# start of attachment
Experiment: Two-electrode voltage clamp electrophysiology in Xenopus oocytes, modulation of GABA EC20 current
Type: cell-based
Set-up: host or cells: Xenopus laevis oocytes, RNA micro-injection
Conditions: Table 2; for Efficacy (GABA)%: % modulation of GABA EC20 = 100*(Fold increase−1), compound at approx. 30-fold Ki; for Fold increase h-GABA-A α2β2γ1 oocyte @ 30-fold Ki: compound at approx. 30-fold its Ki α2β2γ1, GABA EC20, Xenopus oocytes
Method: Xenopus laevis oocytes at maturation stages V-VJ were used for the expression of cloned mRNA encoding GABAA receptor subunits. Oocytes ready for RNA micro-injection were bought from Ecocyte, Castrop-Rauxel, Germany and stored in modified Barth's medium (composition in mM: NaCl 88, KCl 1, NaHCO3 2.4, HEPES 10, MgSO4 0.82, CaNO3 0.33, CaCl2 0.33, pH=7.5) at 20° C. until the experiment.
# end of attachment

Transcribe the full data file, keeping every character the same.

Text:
Experiment: Two-electrode voltage clamp electrophysiology in Xenopus oocytes, modulation of GABA EC20 current
Type: cell-based
Set-up: host or cells: Xenopus laevis oocytes, RNA micro-injection
Conditions: Table 2; for Efficacy (GABA)%: % modulation of GABA EC20 = 100*(Fold increase−1), compound at approx. 30-fold Ki; for Fold increase h-GABA-A α2β2γ1 oocyte @ 30-fold Ki: compound at approx. 30-fold its Ki α2β2γ1, GABA EC20, Xenopus oocytes
Method: Xenopus laevis oocytes at maturation stages V-VJ were used for the expression of cloned mRNA encoding GABAA receptor subunits. Oocytes ready for RNA micro-injection were bought from Ecocyte, Castrop-Rauxel, Germany and stored in modified Barth's medium (composition in mM: NaCl 88, KCl 1, NaHCO3 2.4, HEPES 10, MgSO4 0.82, CaNO3 0.33, CaCl2 0.33, pH=7.5) at 20° C. until the experiment.